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The Whitehall study is a 40-year follow-up for cause-specific mortality of 19,000 men who worked in the civil service in central London in 1968-1970. It is a collaborative study between CTSU, London School of Hygiene and Tropical Medicine and University College London Medical School. Repeat questionnaires were obtained from 8500 surviving participants in 1997. Repeat measures of blood pressure, body weight, height and a blood sample were obtained on 5400 (77% of respondents) in 1997. Currently, about 15,000 (~70%) of the cohort have died and cardiovascular disease (CVD) accounts for half of all deaths.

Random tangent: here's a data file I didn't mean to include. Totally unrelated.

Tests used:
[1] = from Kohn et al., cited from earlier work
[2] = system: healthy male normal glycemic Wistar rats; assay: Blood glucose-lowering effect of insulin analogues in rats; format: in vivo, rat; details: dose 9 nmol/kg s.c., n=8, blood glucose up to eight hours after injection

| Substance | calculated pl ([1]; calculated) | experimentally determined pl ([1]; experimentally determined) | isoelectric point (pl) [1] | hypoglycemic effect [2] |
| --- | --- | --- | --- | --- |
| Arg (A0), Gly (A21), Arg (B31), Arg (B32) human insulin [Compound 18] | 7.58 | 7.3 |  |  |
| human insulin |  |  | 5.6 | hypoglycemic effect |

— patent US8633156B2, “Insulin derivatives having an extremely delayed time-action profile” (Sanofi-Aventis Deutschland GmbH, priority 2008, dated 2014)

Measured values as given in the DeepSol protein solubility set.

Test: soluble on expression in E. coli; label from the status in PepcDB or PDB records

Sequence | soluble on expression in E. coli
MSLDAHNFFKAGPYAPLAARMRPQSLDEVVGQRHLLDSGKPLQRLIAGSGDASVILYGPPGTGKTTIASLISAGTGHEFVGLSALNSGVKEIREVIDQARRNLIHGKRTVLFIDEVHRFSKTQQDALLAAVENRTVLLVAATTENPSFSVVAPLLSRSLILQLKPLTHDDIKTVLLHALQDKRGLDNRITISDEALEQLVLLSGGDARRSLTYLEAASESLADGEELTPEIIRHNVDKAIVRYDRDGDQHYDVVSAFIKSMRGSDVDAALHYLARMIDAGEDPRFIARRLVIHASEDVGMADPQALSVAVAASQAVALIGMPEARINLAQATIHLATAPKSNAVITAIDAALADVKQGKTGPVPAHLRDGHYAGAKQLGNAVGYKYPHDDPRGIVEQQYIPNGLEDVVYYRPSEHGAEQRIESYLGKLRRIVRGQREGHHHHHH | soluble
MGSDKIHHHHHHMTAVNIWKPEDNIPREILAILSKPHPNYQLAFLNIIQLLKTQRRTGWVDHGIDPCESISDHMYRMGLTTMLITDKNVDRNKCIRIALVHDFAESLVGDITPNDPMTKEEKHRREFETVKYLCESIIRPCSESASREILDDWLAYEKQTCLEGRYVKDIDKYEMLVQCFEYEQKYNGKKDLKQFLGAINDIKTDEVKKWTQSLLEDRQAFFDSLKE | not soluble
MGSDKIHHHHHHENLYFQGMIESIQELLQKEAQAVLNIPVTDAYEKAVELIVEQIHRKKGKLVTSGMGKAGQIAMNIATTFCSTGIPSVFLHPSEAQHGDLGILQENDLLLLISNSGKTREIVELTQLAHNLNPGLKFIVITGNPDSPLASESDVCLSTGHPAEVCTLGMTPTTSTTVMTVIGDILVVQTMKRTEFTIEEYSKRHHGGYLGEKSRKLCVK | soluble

The study has provided important information on changes in CVD risk factors between middle and old age and on the long-term within-person variability in CVD risk factors between middle and old age. Moreover, differences in in old age of plasma biomarkers, including lipids, biomarkers of inflammation (CRP, fibrinogen and albumin), cystatin C, 25-hydroxyvitamin D and plasma phospholipid fatty acids also strongly predict mortality from CVD in old age.

The age-standardised mortality ratios from CVD in the UK have declined steadily over the last few decades and we are using the prolonged follow-up of the Whitehall study to understand such changes.  We are assessing how secular trends in CVD mortality rates are reflected in age-specific patterns of sub-types of CVD over the last 4 decades.  In addition, preliminary work on risk scores, combining the effects of established CVD risk factors predict 14-year differences in life expectancy. Hence, current work is also addressing the importance of classical CVD factors for lifetime risk of CVD and life expectancy.

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